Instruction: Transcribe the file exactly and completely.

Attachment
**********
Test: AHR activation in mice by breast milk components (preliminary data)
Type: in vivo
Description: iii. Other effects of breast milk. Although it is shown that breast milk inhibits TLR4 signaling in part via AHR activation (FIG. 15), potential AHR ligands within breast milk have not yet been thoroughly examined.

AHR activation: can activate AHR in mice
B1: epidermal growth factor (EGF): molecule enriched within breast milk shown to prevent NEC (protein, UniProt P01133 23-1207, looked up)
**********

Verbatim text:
Test: AHR activation in mice by breast milk components (preliminary data)
Type: in vivo
Description: iii. Other effects of breast milk. Although it is shown that breast milk inhibits TLR4 signaling in part via AHR activation (FIG. 15), potential AHR ligands within breast milk have not yet been thoroughly examined.

AHR activation: can activate AHR in mice
B1: epidermal growth factor (EGF): molecule enriched within breast milk shown to prevent NEC (protein, UniProt P01133 23-1207, looked up)